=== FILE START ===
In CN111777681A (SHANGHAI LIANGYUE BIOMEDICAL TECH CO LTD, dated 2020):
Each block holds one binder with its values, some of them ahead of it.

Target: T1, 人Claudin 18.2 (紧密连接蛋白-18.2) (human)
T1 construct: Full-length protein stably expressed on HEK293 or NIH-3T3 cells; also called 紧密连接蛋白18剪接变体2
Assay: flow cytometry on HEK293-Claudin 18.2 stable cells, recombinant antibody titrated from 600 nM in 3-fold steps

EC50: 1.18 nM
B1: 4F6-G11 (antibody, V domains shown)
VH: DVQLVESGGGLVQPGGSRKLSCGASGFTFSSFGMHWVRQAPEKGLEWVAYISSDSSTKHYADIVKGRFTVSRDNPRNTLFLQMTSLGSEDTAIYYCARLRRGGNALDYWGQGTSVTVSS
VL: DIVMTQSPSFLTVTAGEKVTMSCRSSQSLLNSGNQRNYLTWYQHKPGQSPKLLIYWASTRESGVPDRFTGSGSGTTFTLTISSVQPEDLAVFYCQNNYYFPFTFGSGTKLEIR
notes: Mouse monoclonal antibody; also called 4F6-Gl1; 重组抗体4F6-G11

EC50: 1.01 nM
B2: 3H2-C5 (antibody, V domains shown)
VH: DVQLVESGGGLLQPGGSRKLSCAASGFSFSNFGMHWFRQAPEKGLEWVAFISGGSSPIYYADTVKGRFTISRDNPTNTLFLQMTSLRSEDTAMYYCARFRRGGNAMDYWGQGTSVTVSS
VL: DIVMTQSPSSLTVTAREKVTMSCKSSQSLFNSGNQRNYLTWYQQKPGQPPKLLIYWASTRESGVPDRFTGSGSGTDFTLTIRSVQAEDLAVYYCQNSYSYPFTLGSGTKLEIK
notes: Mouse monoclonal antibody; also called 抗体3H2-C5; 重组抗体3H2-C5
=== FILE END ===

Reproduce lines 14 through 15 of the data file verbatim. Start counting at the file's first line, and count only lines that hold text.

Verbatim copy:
VL: DIVMTQSPSSLTVTAREKVTMSCKSSQSLFNSGNQRNYLTWYQQKPGQPPKLLIYWASTRESGVPDRFTGSGSGTDFTLTIRSVQAEDLAVYYCQNSYSYPFTLGSGTKLEIK
notes: Mouse monoclonal antibody; also called 抗体3H2-C5; 重组抗体3H2-C5